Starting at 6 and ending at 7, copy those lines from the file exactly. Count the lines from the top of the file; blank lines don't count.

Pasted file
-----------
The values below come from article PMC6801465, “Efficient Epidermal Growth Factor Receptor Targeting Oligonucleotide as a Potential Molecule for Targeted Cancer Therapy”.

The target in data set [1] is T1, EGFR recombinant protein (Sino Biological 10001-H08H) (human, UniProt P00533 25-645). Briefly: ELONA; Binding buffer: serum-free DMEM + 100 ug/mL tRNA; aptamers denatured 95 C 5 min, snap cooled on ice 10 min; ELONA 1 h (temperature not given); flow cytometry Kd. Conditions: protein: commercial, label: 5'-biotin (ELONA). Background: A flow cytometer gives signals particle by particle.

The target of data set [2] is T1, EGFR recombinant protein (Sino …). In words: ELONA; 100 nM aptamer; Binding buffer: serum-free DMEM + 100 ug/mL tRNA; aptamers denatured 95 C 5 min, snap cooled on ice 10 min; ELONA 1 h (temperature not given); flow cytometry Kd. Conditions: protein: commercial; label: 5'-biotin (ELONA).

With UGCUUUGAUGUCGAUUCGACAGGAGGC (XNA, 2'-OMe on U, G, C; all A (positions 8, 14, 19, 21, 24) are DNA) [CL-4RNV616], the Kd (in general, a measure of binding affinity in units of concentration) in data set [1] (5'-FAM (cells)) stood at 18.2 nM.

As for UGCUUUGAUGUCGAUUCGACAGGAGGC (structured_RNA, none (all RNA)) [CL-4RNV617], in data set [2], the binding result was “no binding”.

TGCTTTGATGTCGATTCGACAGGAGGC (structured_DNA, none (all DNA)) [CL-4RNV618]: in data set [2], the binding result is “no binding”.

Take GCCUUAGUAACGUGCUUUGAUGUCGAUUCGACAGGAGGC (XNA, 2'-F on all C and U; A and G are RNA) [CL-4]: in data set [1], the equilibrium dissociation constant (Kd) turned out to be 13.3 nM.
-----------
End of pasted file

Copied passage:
TGCTTTGATGTCGATTCGACAGGAGGC (structured_DNA, none (all DNA)) [CL-4RNV618]: in data set [2], the binding result is “no binding”.

Take GCCUUAGUAACGUGCUUUGAUGUCGAUUCGACAGGAGGC (XNA, 2'-F on all C and U; A and G are RNA) [CL-4]: in data set [1], the equilibrium dissociation constant (Kd) turned out to be 13.3 nM.